The GPIF should be highly commended for including reference to “the corporate governance codes of each country” to its recent statements regarding its stewardship policy and its proxy voting policy. This is a major step forward, considering the politics that it faces and the long-standing and unfounded claim by leaders in the industrial community who claim that if the GPIF had its own “principles and guidance for governance and proxy voting”, that would be “intervening in managerial decision making. Even though the reference in the recently-released principles bends over backwards to encourage “giving a full hearing to explanations of non-compliance”, if you know the full background, this is significant progress. (For the first time, the GPIF has uttered the words “corporate governance code” in writing!)
GPIF Stewardship and Proxy Voting Principles
スチュワードシップ活動原則 / Stewardship Activities Principles
” ○ If a company should decide not to comply with any of the principles established by relevant corporate governance codes of individual countries or equivalents but to explain, asset managers should seek full explanations and engage with the companies if necessary.
○ Given the significance for passive investment of GPIF equity portfolio, GPIF’s performance depends upon medium- to long-term sustainable growth of capital markets. Asset managers for passive mandate should develop and effectively implement a suitable engagement strategy for passive investment.”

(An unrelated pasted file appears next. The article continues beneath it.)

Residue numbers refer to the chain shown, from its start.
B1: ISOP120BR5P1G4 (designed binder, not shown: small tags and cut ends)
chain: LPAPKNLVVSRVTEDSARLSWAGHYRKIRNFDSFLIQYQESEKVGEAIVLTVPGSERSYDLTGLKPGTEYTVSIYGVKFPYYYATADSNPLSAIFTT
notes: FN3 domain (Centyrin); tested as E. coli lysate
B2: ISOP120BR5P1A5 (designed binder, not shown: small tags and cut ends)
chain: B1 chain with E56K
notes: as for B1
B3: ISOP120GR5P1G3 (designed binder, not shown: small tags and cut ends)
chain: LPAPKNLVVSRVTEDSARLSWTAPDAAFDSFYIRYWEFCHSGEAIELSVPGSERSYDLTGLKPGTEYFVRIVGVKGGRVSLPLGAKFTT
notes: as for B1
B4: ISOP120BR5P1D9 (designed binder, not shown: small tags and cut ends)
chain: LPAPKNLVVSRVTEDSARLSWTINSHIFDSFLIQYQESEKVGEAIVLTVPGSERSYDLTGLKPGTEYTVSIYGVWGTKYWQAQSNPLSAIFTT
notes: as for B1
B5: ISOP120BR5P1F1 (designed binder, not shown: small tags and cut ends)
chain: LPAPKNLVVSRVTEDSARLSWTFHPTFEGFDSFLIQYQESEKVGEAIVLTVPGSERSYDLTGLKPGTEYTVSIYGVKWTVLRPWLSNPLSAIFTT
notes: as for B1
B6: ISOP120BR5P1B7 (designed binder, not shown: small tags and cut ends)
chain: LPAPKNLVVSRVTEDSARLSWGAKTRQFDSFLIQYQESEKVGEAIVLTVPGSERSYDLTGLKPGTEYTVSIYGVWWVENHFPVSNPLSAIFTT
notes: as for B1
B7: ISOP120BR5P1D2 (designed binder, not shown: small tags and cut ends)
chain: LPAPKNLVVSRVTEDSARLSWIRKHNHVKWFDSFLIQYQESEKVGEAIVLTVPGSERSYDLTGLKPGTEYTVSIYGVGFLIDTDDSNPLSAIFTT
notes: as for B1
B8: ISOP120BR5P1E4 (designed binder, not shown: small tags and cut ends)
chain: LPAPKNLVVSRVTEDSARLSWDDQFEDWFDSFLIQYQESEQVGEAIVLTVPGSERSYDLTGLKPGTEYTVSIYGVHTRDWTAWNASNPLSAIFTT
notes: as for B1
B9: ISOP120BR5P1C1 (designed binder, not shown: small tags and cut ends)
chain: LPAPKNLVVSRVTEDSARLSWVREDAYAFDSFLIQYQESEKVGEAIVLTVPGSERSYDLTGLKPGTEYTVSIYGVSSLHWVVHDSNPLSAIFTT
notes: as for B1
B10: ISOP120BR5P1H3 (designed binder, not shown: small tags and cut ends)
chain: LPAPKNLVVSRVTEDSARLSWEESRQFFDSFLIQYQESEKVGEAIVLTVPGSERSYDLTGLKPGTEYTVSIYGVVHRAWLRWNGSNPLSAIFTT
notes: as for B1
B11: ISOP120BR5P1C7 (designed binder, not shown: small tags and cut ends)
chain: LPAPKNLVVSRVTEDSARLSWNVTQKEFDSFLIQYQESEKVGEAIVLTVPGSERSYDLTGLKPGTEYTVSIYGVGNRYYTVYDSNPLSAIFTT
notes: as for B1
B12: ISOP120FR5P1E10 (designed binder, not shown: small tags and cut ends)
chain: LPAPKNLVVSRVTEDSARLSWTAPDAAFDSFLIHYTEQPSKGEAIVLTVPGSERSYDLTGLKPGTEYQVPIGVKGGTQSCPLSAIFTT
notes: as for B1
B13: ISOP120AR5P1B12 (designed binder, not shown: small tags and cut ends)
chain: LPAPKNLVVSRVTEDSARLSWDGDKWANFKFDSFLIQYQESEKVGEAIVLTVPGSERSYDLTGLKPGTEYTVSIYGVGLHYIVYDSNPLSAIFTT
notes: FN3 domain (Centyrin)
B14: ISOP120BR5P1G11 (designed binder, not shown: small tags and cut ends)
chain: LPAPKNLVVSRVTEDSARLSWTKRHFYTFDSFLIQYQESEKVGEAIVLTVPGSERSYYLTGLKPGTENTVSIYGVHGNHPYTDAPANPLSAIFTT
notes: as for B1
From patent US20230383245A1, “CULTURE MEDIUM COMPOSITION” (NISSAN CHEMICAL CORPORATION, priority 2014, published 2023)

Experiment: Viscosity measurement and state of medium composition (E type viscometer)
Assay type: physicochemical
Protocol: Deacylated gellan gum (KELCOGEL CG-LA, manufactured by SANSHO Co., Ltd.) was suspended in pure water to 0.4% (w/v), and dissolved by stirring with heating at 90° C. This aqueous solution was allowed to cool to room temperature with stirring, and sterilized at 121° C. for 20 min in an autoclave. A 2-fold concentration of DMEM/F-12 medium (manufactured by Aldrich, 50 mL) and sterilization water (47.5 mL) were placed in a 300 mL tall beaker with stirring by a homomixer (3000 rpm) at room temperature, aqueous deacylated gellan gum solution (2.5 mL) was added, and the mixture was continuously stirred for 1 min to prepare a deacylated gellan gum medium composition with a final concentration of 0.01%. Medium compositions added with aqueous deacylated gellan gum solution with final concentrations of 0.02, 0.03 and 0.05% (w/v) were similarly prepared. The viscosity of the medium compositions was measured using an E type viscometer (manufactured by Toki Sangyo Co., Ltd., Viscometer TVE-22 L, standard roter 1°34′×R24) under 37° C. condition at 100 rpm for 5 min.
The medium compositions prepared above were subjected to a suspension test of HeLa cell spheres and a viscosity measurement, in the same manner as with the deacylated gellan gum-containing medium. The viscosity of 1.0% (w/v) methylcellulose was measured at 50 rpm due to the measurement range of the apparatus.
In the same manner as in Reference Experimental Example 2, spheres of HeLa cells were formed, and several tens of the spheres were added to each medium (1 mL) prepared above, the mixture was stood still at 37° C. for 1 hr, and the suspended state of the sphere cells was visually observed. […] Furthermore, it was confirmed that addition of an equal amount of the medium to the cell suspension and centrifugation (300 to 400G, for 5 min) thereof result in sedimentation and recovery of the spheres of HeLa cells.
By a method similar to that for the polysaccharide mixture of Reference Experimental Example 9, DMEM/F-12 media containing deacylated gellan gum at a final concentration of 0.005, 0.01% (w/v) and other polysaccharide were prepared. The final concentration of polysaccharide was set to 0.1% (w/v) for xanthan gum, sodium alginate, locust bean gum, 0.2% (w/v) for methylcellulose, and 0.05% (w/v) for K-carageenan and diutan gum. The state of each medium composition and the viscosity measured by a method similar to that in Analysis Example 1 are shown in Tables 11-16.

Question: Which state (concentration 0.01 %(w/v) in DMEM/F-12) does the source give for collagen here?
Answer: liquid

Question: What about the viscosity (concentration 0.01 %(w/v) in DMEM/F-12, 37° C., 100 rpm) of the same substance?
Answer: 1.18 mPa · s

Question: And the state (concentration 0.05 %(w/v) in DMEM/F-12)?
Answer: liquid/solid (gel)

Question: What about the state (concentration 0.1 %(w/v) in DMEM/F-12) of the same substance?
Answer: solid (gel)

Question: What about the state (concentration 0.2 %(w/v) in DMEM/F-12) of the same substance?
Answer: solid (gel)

議決権行使原則 / Proxy Voting Principles
” ○ Asset managers should exercise voting rights in accordance with Corporate Governance Codes established by individual countries. When there is no such code or equivalent, asset managers should appropriately exercise voting rights consistent with the standard that they require investee companies to follow. [GPIF-hired] fund managers should appropriately vote their shares based on the items that are required of companies based on the corporate governance code of each country. When there is no governance code or other similar document, each fund manager should vote its shares appropriately, at the level that it requires of all its portfolio companies.”
This of course still leaves much to be done in order to catch up with the principles and guidelines of other nations’ national pension funds, such as the Canadian Pension Plan , but at least the GPIF has begun the process of having its own policies regarding governance at its portfolio companies.
Posted by Nicholas Benes, as an individual